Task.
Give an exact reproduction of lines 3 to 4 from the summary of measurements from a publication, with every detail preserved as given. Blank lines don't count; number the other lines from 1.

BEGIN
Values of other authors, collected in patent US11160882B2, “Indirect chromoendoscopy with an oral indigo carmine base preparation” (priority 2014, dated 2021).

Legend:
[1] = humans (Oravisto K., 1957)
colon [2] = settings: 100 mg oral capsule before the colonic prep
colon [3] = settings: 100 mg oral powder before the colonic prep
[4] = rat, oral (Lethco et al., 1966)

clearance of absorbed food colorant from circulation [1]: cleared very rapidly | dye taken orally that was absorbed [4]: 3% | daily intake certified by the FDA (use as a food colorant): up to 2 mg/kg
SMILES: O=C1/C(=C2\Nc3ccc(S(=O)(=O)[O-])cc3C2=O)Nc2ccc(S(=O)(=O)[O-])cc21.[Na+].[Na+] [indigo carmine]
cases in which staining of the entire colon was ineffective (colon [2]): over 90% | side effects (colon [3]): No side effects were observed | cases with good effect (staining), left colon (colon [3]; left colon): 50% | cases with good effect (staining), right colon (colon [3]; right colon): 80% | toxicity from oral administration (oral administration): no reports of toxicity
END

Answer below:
[1] = humans (Oravisto K., 1957)
colon [2] = settings: 100 mg oral capsule before the colonic prep